The Akerlof problem

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Akerlofs model identifies potentially serious problems in some markets: asymmetric information creates an incentive for individuals to conceal private information when they interact in markets, a problem assumed to be more common with suppliers than with consumers. Such problems, if left unabated, theoretically cause both sellers and potential buyers of high quality goods to leave the market leading to its demise.

Markets for used cars (Akerlofs favorite example) thrive, however, notwithstanding the pervasiveness of asymmetric information in this market. We also witness successful exchanges in such markets as automotive repair, software, and home remodeling and construction, markets consisting of experience goods in which asymmetric information is prevalent. Attributing the success of these markets to government intervention and regulation is dubious.

Perhaps an even more challenging empirical anomaly to Akerlofs "lemons theory" is the overwhelming success of electronic commerce and Internet markets. Despite the widespread media attention about "dot-com" failures, commerce conducted over the Internet continues to grow. The ubiquity of asymmetric information and the ineffectiveness of formal legal institutions to compel cooperation in these markets have not proven to be obstacles to the growth of electronic commerce.

We contend that, as in most markets, it is the entrepreneurial innovations employed to ameliorate potential "lemons" problems in Internet markets -markets where exchange participants are largely unconstrained by formal legal institutions - that explain the success of electronic commerce. It is precisely the self-governing mechanisms developed by private firms, and the rules or norms that have evolved, that promote trust among strangers interacting in cyberspace. Such success can be attributed to the private sector, not the public sector; that the incentive to facilitate exchange in a safe and secure environment leads entrepreneurs to discover and to experiment with new technologies and ideas in their quest to provide such a marketplace. What Akerlof perceives as problems in market systems, have actually given rise to Hayek solutions, as private actors situated in particular time and place have adjusted their behavior to realize the mutual gains from exchange. As Hayek (1948: 103-4) argued:

The confusion between the objective facts of the situation [e.g., Akerlof asymmetries] and the character of human responses to it tends to conceal from us the important fact that competition is the more important the more complex or "imperfect" are the objective conditions in which it has to operate. Indeed, far from competition being beneficial only when it is "perfect," I am inclined to argue that the need for competition is nowhere greater than in fields in which the nature of the commodities or services makes it impossible that it ever should create a perfect market in the theoretical sense.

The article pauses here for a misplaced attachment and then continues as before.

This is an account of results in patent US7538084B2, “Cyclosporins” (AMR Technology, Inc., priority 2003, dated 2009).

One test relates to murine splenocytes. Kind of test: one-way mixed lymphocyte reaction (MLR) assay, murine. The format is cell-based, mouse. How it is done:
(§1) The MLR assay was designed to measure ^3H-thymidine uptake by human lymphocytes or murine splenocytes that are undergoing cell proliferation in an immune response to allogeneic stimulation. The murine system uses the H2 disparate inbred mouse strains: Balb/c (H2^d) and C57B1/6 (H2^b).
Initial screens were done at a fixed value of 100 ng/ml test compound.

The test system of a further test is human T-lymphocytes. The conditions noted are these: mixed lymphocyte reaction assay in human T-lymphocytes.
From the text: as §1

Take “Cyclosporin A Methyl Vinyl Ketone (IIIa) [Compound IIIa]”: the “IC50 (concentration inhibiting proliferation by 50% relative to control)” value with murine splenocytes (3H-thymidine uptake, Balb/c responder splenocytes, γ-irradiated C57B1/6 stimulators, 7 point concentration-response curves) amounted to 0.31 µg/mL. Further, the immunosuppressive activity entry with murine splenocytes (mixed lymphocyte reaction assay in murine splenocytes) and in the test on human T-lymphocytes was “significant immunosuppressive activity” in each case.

The success of e-commerce illustrates Hayek's notion of competition. Internet commerce has, and continues to grow rapidly. Retailers selling over the Internet grew by one-third to 550,000 online businesses by mid-2000. Average revenue growth for these retailers increased by 130 percent from the previous year; exceeding $132 billion for 2000, up from $58 billion in 1999.3 Revenues of business to consumer (B2C) Internet retailers - roughly 20 percent of e-commerce - are projected to exceed $125 billion by 2004,4 increasing to $1.1 trillion by 2010.5

More intriguing is the success of Internet auction markets - the online equivalent of flea markets where unknown individuals exchange with each other from around the world. Aggregate Internet auction sales grew from about $7.3 million at the end of 1996 to $6.5 billion at the end of 2000; an average annual increase of 446 percent. And eBay, the market leader with an estimated 76 percent of the online auction traffic and over 85 percent of online auction sales, has a current membership of over 22.5 million users listing 700,000 items daily on its web site.

The Internet is seemingly an ideal marketplace for Akerlofs lemons theory to be tested. It consists of virtual markets in that exchange goods are sold sight unseen; exchange participants interact from distant geographic locations, most often from different states or even countries; payment is remitted prior to shipment of the exchange good; the probability of conducting subsequent exchanges is quite low, especially for auction market participants; and formal legal enforcement is emasculated and impractical for policing and mediating Internet transactions. Under such conditions, adverse selection and moral hazard ought to prevail thwarting the development of markets in cyberspace. The empirical observation of thriving markets against such a difficult backdrop should direct our attention to the multitude of ways in which market participants gain assurance and earn trust from one another (see Klein 1997 and 2000).

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